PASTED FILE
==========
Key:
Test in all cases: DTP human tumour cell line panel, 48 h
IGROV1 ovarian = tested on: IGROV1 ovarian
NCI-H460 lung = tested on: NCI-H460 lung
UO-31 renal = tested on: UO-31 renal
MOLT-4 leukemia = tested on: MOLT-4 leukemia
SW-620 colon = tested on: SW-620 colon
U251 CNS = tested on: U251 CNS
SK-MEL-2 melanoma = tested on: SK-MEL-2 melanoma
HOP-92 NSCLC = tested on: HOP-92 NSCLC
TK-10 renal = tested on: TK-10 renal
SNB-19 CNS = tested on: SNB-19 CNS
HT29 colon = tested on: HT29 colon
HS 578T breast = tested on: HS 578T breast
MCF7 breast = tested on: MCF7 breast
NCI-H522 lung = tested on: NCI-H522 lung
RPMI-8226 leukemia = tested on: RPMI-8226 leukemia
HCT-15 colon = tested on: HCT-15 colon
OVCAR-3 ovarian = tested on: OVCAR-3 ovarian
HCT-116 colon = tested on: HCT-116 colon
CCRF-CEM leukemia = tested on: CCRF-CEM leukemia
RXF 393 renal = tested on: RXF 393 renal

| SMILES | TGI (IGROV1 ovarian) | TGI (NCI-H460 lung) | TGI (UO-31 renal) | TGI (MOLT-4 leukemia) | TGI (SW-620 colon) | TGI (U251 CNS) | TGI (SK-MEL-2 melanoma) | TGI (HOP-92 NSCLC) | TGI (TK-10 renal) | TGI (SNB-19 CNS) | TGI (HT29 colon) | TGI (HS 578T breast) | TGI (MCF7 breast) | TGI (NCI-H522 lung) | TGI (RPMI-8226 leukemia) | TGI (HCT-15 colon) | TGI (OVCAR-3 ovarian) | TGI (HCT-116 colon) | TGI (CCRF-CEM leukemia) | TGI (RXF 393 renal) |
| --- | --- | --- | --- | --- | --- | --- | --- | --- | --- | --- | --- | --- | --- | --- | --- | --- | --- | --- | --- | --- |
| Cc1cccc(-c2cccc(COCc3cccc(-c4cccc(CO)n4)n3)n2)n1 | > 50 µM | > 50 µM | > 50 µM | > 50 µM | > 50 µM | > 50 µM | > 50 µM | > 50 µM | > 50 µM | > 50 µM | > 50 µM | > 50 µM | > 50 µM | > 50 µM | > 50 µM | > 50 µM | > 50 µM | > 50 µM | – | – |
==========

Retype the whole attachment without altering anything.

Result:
Key:
Test in all cases: DTP human tumour cell line panel, 48 h
IGROV1 ovarian = tested on: IGROV1 ovarian
NCI-H460 lung = tested on: NCI-H460 lung
UO-31 renal = tested on: UO-31 renal
MOLT-4 leukemia = tested on: MOLT-4 leukemia
SW-620 colon = tested on: SW-620 colon
U251 CNS = tested on: U251 CNS
SK-MEL-2 melanoma = tested on: SK-MEL-2 melanoma
HOP-92 NSCLC = tested on: HOP-92 NSCLC
TK-10 renal = tested on: TK-10 renal
SNB-19 CNS = tested on: SNB-19 CNS
HT29 colon = tested on: HT29 colon
HS 578T breast = tested on: HS 578T breast
MCF7 breast = tested on: MCF7 breast
NCI-H522 lung = tested on: NCI-H522 lung
RPMI-8226 leukemia = tested on: RPMI-8226 leukemia
HCT-15 colon = tested on: HCT-15 colon
OVCAR-3 ovarian = tested on: OVCAR-3 ovarian
HCT-116 colon = tested on: HCT-116 colon
CCRF-CEM leukemia = tested on: CCRF-CEM leukemia
RXF 393 renal = tested on: RXF 393 renal

| SMILES | TGI (IGROV1 ovarian) | TGI (NCI-H460 lung) | TGI (UO-31 renal) | TGI (MOLT-4 leukemia) | TGI (SW-620 colon) | TGI (U251 CNS) | TGI (SK-MEL-2 melanoma) | TGI (HOP-92 NSCLC) | TGI (TK-10 renal) | TGI (SNB-19 CNS) | TGI (HT29 colon) | TGI (HS 578T breast) | TGI (MCF7 breast) | TGI (NCI-H522 lung) | TGI (RPMI-8226 leukemia) | TGI (HCT-15 colon) | TGI (OVCAR-3 ovarian) | TGI (HCT-116 colon) | TGI (CCRF-CEM leukemia) | TGI (RXF 393 renal) |
| --- | --- | --- | --- | --- | --- | --- | --- | --- | --- | --- | --- | --- | --- | --- | --- | --- | --- | --- | --- | --- |
| Cc1cccc(-c2cccc(COCc3cccc(-c4cccc(CO)n4)n3)n2)n1 | > 50 µM | > 50 µM | > 50 µM | > 50 µM | > 50 µM | > 50 µM | > 50 µM | > 50 µM | > 50 µM | > 50 µM | > 50 µM | > 50 µM | > 50 µM | > 50 µM | > 50 µM | > 50 µM | > 50 µM | > 50 µM | – | – |